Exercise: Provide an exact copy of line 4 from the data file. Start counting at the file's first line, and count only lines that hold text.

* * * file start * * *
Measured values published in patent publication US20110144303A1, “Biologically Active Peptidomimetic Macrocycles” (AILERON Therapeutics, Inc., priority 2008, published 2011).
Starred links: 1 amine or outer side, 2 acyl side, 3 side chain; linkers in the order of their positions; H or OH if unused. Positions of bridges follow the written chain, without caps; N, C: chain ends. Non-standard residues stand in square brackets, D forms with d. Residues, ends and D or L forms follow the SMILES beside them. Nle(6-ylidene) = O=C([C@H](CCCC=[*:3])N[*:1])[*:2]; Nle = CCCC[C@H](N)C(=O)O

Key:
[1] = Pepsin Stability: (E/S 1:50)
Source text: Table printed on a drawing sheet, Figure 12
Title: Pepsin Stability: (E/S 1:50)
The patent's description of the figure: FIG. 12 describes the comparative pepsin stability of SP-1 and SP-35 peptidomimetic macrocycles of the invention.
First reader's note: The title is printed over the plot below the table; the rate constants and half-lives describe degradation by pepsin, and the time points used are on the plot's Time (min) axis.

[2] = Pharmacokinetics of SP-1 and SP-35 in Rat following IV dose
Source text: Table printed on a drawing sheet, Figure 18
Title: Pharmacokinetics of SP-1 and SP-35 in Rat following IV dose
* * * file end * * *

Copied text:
[1] = Pepsin Stability: (E/S 1:50)